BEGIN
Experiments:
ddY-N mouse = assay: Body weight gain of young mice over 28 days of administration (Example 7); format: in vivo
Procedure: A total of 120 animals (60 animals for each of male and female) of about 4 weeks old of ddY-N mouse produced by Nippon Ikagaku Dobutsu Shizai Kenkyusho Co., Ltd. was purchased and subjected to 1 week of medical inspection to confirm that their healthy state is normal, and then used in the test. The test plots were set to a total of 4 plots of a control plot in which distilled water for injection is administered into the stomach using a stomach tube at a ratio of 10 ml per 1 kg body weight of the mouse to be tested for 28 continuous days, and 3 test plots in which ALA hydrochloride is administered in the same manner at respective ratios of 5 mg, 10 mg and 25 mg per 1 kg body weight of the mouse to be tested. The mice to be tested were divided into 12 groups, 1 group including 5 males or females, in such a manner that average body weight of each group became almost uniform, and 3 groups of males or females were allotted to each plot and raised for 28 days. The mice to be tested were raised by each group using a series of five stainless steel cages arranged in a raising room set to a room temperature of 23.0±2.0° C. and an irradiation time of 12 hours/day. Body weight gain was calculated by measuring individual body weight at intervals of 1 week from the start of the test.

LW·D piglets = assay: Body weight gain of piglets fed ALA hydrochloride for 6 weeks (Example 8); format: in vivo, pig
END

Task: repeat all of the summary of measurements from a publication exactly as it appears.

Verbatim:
Experiments:
ddY-N mouse = assay: Body weight gain of young mice over 28 days of administration (Example 7); format: in vivo
Procedure: A total of 120 animals (60 animals for each of male and female) of about 4 weeks old of ddY-N mouse produced by Nippon Ikagaku Dobutsu Shizai Kenkyusho Co., Ltd. was purchased and subjected to 1 week of medical inspection to confirm that their healthy state is normal, and then used in the test. The test plots were set to a total of 4 plots of a control plot in which distilled water for injection is administered into the stomach using a stomach tube at a ratio of 10 ml per 1 kg body weight of the mouse to be tested for 28 continuous days, and 3 test plots in which ALA hydrochloride is administered in the same manner at respective ratios of 5 mg, 10 mg and 25 mg per 1 kg body weight of the mouse to be tested. The mice to be tested were divided into 12 groups, 1 group including 5 males or females, in such a manner that average body weight of each group became almost uniform, and 3 groups of males or females were allotted to each plot and raised for 28 days. The mice to be tested were raised by each group using a series of five stainless steel cages arranged in a raising room set to a room temperature of 23.0±2.0° C. and an irradiation time of 12 hours/day. Body weight gain was calculated by measuring individual body weight at intervals of 1 week from the start of the test.

LW·D piglets = assay: Body weight gain of piglets fed ALA hydrochloride for 6 weeks (Example 8); format: in vivo, pig